GREENBURG: Well, the problem, though, I think, for Judge Sotomayor -- and obviously, we've seen this week in Justice Alito's confirmation hearings, when he talked about how his life experiences, being the son of an Italian immigrant, affected his thinking when he's taking up immigration cases or discrimination cases.
But with Judge Sotomayor in that speech, she also said a line before we got to the now famous line, and you played this clip from Justice O'Connor, when Justice O'Connor was saying that I think a wise old man and a wise woman judge will reach the same result. In that speech, Judge Sotomayor says, I don't think I agree with Justice O'Connor on that. So she's really going beyond life experience.
STEPHANOPOULOS: But I actually think that's less controversial than the sentence that's gotten all the attention. I mean, has Judge Sotomayor said reach a different conclusion than a white male, it probably wouldn't have been a problem. But Ed Gillespie, let me bring you in on this. A lot of studies have shown that who you are does change. When you have more women on a panel, that does tend to change how panels of judges deal with discrimination cases.
GILLESPIE: We are all shaped by who we are. We all bring that to the table. I do think, though, the -- you know, the conscious injection that you see, in a lot of her comments, of gender and race is what is causing for concern. And not only -- a little different with politicians, I think, our identity, than with a judge, and with a Supreme Court justice for a lifetime appointment.
I disagree with my friends on the Republican side, some who say, well, we should give her a pass because she's a Latina. I disagree with those who say, well, she's racist because of these comments. Neither of that is the right approach.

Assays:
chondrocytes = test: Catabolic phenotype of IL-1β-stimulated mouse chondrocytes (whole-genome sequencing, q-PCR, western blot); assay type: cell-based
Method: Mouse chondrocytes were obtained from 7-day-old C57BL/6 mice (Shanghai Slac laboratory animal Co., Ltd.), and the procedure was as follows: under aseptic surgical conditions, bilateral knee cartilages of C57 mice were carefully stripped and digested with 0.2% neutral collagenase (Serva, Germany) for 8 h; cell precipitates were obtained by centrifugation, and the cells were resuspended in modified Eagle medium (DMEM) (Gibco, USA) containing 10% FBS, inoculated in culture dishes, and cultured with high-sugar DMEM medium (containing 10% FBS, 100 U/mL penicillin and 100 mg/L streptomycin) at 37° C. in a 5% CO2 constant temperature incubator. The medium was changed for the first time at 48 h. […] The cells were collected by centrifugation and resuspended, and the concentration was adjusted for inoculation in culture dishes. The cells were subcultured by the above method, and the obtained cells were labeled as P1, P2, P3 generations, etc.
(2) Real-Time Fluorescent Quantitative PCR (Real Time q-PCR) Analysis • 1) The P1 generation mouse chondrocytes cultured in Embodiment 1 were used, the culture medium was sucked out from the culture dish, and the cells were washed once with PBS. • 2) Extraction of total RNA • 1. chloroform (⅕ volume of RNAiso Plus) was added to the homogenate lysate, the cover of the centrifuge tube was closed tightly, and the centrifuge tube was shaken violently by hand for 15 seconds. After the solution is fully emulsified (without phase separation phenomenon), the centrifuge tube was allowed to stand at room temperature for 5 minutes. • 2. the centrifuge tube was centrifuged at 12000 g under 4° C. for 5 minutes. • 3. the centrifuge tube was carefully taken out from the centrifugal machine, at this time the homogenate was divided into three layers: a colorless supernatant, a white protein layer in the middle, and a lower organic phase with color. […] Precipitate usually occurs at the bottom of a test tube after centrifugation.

The fact is, you know, look, we can all, as Americans, be proud that the first African-American president just nominated the first Latina to the Supreme Court of the United States. But we need to ask the tough questions.
And frankly, I don't think those questions are so much revolving around race or gender as how did it end up that, seven of your cases that went to the Supreme Court, six of them were overturned. That's a legitimate question to ask. STEPHANOPOULOS: Well, actually that was three out of six. But that's not that exceptional, is it, for cases on the Supreme Court?
KRUGMAN: Yes, you know, what amazes me about all this is that this was a speech, right? The famous line comes from a speech where she was trying to be entertaining.
And, you know, have I -- I was thinking about this -- have I, somewhere along the line, said something like, I like to think that bright Jewish kids from suburban New York make the best economists? I probably have, somewhere along the line. It doesn't mean anything, right?
She's trying to makes a little bit of who she is...
KRUGMAN: But the judicial record shows nothing of this. The judicial record shows a straight, mainstream careful judge. And this is just crazy to be making so much out of this line.
STEPHANOPOULOS: Jan, you studied her opinions. What does -- if you look broadly at her -- at her record, her judicial record, you know, you saw, going into this, a lot of liberals were hoping the president was going to appoint a firebrand. He was sending signals to both sides.
You heard Senator Schumer say he believes she's got a moderate record.